James Ingram and Stevie Wonder. I think Stevie Wonder and Aretha Franklin are wonderful. HOTTER THAN JULY and ARETHA’S GOLD are two albums I take on the bus.

Another CD that I’m a big fan of right now is Tom Petty’s WILDFLOWERS album. I put it on and crank it right up before a show. It puts me in a real good frame of mind before I go out on stage. Maybe I’ll take some Vince Gill or Garth Brooks with me. I’ve got a couple of Garth albums I really enjoy what he’s doing now.  Maybe I'm a little more lenient than the industry, because I like to see an artist move on to different things and watch them change as they grow older.

Garth has seen a side of this business that very few of us have seen, as far as that scale of success, and he writes about it, so I actually like the progression he’s been making. I like songs like The Change and The Old Stuff. There's a lot of things in there that I can relate to, because I’m a musician. He mentions some of the places I’ve played in his songs, so that adds something to them for me personally. I can relate to what he’s singing about.

I enjoy his real early stuff because it was raw, unique and passionate, although it seems to me that he still has those qualities in his music. Maybe his songs aren’t so radio-friendly, but it doesn’t matter to me if I hear them on the radio or not. I still like what he’s doing and he puts on a hell of a show. I think he’s a great entertainer.

Another artist I rate highly is Bonnie Raitt. I first heard her on the NICK OF TIME album. I knew about her before that, but I think that must have been the first time that I became familiar with her music. After that I went back and discovered her earlier albums. I think she came into the mainstream with NICK OF TIME. The production on her recordings now is sharper, a little hipper, a little more commercial, maybe. She’s a seasoned recording artist and she knows her craft. I like that. She’s really got to me now. I also think her live album is incredible.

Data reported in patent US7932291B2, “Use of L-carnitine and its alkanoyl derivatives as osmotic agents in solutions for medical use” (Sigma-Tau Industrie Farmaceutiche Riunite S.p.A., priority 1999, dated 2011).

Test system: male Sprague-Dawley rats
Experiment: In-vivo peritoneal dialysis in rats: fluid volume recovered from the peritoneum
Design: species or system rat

My new record, IT’S WHAT I DO, is the best-sounding album I’ve made, and I

Wasn’t afraid to let some of my rock influences show through on this one.

I’ve been heavily influenced by lots of different people, mostly singer-songwriters, but everyone from the Allman Brothers to Merle Haggard, Willie Nelson and James Taylor. This album had a lot of quality songwriting in it, but I like to think that it sounds as if there’s a common thread running through the whole record.

James Taylor is probably my biggest influence of all time. I’d probably take two or three of his albums out with me. I’d definitely take NEW MOON SHINING and the double live album (JAMES TAYLOR LIVE). I’m a big fan. That’s why I like to play acoustic shows. Last year I did about 30 acoustic dates, in small theatres, 500-1000 seaters. I enjoyed it because I can actually talk to the people at the show and play anything I want. It’s a spur of the moment thing, which I don’t get with every live show.

I want to come over to Britain and introduce myself with one of these

acoustic shows. So before I bring over the big band and the whole production, I want to bring the family, make a vacation out of it and find a way to expand my international audience. If we can put it together in time, then we might just be able to do it in June next year.


Billy Dean’s picks for the trip


1. Nat King Cole with Count Basie - Welcome To The Club

2. Stevie Wonder – Hotter Than July

3. Aretha Franklin - Aretha's Gold

4. Alison Krauss  -  Now That I've Found You: A Collection

5. Tony Rich Project - Words

6. Tom Petty - Wildflowers

7. Garth Brooks - Fresh Horses

8. Bonnie Raitt - Nick Of Time

9. James Taylor - New Moon Shining

10.The Allman Brothers - Brothers & Sisters